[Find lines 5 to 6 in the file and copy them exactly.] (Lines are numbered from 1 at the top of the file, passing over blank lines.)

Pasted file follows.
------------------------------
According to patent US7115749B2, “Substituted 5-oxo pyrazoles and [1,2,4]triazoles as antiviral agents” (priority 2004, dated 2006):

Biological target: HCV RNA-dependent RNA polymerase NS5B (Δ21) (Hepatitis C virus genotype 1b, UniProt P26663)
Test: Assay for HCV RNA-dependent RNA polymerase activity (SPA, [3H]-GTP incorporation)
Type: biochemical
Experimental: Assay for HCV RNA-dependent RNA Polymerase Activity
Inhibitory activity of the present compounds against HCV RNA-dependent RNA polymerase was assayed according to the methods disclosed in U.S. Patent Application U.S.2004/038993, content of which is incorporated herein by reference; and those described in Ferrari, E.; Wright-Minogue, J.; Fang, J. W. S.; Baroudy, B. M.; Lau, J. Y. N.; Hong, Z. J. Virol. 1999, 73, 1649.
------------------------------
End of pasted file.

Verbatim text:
Experimental: Assay for HCV RNA-dependent RNA Polymerase Activity
Inhibitory activity of the present compounds against HCV RNA-dependent RNA polymerase was assayed according to the methods disclosed in U.S. Patent Application U.S.2004/038993, content of which is incorporated herein by reference; and those described in Ferrari, E.; Wright-Minogue, J.; Fang, J. W. S.; Baroudy, B. M.; Lau, J. Y. N.; Hong, Z. J. Virol. 1999, 73, 1649.